I’ve always had the mindset of an investor. I remember when I first learned the difference between “value” and “price.” It was at an extremely young age, too. I don’t remember how old exactly, but I remember where I was and what it involved.
Sometime back in the early 2000s, I was at either a county carnival or some city festival with my pops. I remember walking around looking at all the cool sights and seeing a bunch of kids playing games, running wild, having a blast. We walked by one of those high striker games – the things where you take the sledge hammer, whack the puck, testing your strength, in an attempt to suspend the puck until it hits the bell at the top of the high striker.
I stopped and turned to my dad to ask him if I could give it a go. He said, “knock yourself out.” I went up to the guy running the stand and asked him how much it cost. He replied to me, “$5 sonny boy.” I thought about it for a while, thinking to myself, “it’s just $5.” But I thought about it twice. Even though it was only $5, it was my dad’s $5, not my own. I thought about how quickly my turn would be up, and what a waste of $5 it would be just to hit a stinkin’ puck at the bottom of a rigged lever the world’s strongest man probably couldn’t even suspend to the top.
I said to the man, “nah, I’m okay, thanks anyway.” I walked away and joined up again with my pops. He was quite proud of me in that moment because he knew most other kids would have just went ahead, spent the $5, hit the puck upside the head with the hammer, and then went to the next game just to do it all over again. He knew in that moment that I had realized the true “value” of money was not worth a temporary feeling of pleasure. Besides, my dad worked hard for his money.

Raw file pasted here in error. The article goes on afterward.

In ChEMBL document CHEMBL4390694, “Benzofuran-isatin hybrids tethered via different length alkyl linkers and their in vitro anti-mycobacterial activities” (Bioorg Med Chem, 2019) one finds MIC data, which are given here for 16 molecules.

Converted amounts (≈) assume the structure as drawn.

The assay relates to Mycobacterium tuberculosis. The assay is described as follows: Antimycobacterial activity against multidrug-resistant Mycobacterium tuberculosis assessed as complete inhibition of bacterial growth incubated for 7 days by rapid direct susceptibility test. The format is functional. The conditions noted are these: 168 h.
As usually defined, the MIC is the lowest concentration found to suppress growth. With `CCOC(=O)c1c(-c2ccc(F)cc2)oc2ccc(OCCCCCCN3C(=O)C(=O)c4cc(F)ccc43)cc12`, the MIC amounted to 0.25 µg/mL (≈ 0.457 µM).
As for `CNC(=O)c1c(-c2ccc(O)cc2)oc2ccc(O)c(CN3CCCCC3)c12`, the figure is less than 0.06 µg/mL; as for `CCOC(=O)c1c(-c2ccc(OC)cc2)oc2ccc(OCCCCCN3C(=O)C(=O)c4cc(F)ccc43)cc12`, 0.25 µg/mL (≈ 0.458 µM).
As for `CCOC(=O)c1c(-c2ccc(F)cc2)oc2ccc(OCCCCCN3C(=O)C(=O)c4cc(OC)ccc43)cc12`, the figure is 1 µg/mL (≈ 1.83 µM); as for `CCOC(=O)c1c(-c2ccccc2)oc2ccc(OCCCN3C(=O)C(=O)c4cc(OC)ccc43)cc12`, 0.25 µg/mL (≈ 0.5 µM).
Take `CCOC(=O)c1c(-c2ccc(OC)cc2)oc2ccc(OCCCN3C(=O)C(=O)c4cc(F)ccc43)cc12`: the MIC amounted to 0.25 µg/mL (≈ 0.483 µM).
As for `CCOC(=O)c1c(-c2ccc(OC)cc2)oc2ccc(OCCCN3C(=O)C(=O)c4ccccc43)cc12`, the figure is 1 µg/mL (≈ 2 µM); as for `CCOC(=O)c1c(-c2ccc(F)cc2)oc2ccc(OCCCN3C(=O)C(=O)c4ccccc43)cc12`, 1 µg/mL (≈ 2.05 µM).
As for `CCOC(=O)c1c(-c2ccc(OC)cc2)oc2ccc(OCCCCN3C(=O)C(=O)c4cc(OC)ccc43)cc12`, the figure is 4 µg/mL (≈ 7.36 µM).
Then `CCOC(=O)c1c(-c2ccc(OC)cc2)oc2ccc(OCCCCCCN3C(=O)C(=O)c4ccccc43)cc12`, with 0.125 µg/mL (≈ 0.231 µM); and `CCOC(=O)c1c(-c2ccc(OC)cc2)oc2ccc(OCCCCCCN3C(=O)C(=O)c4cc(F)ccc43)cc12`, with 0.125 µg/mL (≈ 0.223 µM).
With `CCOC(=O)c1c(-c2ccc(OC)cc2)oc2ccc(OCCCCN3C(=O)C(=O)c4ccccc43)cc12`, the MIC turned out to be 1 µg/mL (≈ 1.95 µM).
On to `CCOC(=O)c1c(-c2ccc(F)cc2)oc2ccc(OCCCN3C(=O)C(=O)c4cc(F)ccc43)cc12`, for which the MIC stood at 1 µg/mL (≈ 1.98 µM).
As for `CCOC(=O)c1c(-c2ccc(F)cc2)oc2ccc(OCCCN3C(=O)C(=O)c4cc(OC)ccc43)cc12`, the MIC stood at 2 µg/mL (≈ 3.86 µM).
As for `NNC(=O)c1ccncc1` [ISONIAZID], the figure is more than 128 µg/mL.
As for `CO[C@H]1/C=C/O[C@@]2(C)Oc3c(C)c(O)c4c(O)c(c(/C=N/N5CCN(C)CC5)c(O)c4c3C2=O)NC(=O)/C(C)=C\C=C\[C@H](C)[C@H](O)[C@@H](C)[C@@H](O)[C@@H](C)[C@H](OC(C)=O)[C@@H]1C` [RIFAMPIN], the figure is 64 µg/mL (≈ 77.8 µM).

Money is extremely hard to make, but extremely easy to spend. $5 may not seem like a lot, but to some people, it is. It was from this point forward that I had an investor’s mindset. Rather than just have your money sitting there, why wouldn’t you put it some place where it has the potential to grow exponentially. Now this is not always the case. Some investments get the best of you, but you can’t allow your emotions to run the course with you during harsh (investment) times.
Investing money, for me, has been something that I do not currently rely on. I haven’t made hardly any money at all investing, but I really am not worried about this right now. The fact of the matter is, I don’t need the money I have invested right now. That’s exactly the point. If I needed the money I have put back (for later) right now, then I wouldn’t have invested it to begin with. I am thinking more by the time I am 30, 35, 40 years old when, hopefully, my investments will be worth some real money.
If something were to take off before this time, then surely, I wouldn’t hesitate to sell and take my profits. But this is the hard part about investing – knowing just when to take your profits. When something runs, we often get optimistic and think to ourselves it will keep going on the up and up, and then we lose out on our chance when it was available. This has happened to me numerous times, mainly in the stock market. But, as I said earlier, I am not going to allow my emotions to get the best of me, especially since these are all things of the past. The past is the past and nothing humanly possible can be done to change previous outcomes.
What we can do, however, is learn from these experiences, take them forward with us, and use them to our full advantage. When the next bull run hits, I am not going to act tentatively toward taking profits, even if something runs higher than what I sold it for after the fact. I have a good feeling about where my money is setting at the moment, and I can confidently say I believe highly in crypto. I think we still have some time before the masses understand the importance of what crypto and blockchain technologies can bring to society, but this isn't stopping me from increasing my stake in something I think is going to change the way financial institutions operate in the future.